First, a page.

Your fast framed video summary of the week is below and thanks again for taking the time to join us on this adventure. Please be sure to add your comments, questions and suggestions in the “Join the Discussion” section at the bottom here. See you next week.
She is starting to look like a boat and not “just” a hull, great progress! Can’t wait to see her turned right side up and of course in water eventually.
ps. L / B -ratio 18.8? Must be a typo, that would be skinny for a catamaran ama…
Mea culpa! Tried mixing metric with imperial. Now corrected Length/Beam ratio to 78.2/13.7 = 5.7 Good catch Andy, thanks.
Has happened before… 🙂
Thanks, that makes me feel better I guess. Certainly the consequences of my mix up was just in text and pales to this story. Of course if the only country on the planet still not using metric would see the light and finally convert then life would be much easier for everyone but I’m not holding my breath on that one! 🙂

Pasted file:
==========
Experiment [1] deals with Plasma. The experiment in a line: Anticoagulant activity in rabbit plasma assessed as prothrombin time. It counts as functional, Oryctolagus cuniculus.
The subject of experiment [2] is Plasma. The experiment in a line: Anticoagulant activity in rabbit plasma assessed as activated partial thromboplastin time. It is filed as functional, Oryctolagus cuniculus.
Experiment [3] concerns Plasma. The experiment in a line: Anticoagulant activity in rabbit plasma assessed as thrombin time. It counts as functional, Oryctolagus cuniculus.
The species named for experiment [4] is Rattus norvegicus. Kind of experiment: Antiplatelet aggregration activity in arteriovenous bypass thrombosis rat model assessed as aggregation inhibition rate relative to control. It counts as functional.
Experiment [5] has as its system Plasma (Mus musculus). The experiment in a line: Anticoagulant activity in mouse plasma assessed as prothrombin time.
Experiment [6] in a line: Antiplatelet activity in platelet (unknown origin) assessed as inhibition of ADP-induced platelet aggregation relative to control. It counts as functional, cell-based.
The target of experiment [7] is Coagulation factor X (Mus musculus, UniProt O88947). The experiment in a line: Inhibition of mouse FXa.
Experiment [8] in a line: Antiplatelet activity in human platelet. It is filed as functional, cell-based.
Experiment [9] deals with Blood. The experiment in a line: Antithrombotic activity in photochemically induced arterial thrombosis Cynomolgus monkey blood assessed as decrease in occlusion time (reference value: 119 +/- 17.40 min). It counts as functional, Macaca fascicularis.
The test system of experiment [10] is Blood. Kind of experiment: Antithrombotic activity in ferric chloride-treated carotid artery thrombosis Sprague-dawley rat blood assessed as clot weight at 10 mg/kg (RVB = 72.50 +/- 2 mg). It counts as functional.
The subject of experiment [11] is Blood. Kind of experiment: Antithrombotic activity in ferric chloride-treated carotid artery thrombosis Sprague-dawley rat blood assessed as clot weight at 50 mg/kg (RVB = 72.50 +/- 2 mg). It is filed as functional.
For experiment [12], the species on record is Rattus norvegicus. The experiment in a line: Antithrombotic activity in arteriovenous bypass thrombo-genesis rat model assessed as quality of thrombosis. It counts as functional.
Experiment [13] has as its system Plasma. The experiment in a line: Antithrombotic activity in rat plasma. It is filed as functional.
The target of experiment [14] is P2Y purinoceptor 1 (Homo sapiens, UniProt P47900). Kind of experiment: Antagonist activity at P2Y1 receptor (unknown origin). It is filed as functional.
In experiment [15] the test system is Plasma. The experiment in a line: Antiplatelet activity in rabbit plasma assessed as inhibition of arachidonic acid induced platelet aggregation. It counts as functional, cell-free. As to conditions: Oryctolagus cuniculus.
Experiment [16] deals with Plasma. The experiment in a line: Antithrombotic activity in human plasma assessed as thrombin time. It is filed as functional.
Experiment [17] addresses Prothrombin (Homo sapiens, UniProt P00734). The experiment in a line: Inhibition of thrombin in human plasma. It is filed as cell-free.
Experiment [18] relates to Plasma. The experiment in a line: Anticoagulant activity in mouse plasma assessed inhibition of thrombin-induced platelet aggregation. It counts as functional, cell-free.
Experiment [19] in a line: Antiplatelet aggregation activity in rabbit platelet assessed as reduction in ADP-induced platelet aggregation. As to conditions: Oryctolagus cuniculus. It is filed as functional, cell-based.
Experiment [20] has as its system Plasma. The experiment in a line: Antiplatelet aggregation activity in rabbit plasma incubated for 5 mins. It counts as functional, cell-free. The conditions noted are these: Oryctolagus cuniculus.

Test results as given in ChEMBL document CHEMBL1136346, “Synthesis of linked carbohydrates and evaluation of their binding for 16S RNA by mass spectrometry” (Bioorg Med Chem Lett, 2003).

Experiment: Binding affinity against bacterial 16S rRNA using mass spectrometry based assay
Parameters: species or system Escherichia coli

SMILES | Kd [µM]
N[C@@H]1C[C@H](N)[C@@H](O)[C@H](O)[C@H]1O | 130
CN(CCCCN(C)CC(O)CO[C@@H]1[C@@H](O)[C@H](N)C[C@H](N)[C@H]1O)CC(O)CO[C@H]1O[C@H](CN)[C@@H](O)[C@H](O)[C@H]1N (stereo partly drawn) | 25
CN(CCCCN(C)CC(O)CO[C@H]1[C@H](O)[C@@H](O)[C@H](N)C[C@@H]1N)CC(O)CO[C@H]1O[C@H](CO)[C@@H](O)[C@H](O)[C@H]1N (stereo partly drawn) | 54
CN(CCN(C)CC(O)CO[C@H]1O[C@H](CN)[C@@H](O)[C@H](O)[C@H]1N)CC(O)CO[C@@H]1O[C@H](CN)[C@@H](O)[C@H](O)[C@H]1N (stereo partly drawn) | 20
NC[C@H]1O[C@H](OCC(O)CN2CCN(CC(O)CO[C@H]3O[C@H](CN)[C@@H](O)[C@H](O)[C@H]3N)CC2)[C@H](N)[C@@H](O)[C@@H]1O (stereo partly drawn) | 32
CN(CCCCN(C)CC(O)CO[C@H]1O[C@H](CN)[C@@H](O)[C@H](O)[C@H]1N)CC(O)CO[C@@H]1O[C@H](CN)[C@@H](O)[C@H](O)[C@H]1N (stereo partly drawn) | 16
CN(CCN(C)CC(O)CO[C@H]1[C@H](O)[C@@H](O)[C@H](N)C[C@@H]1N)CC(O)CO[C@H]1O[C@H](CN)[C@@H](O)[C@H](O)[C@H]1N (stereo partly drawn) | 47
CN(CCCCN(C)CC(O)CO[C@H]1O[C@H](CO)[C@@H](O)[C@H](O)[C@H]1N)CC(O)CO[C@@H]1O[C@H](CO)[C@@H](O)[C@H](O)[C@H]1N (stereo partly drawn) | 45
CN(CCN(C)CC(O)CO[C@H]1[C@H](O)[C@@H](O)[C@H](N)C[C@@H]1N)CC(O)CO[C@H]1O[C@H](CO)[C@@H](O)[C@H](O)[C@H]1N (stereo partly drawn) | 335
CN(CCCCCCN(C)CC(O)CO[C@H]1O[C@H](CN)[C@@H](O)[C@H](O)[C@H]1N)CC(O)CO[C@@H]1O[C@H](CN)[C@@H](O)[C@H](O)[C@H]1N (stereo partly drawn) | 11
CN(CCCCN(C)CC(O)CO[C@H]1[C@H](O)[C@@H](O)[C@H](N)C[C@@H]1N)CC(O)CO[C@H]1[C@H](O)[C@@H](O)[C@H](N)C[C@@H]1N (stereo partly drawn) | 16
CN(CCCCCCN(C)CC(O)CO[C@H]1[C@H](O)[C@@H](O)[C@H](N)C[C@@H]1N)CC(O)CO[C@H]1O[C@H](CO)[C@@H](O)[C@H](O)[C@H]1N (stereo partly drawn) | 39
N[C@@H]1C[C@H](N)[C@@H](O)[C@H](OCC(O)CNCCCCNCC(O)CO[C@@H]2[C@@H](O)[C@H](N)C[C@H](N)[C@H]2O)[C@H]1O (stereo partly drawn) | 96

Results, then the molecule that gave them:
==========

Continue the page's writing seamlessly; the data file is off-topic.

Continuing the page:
I’ve long been a “metric guy” by choice as well as being Canadian and living mostly internationally and it is just so much easier units to use and calculate when building things. Project Goldilocks is done in metric entirely and about the only place I add in the imperial numbers are here in the blog as I know many readers are not yet metricated or bilingual. And to be clear, we all do still have some units which we tend to revert back to what we grew up with. So things like your height and weight, fuel “mileage”, and things like that I too still often think of those in non metric units. Though even there it gets messier because I’m Canadian and so we use “proper” British Imperial units rather than “US Customary System of Units”. However in total there are not too many units which are different between these two, mostly weights and volumes but still makes for a lot of extra work and conversion and introduces, as I just proved, yet more ways for things to go wrong.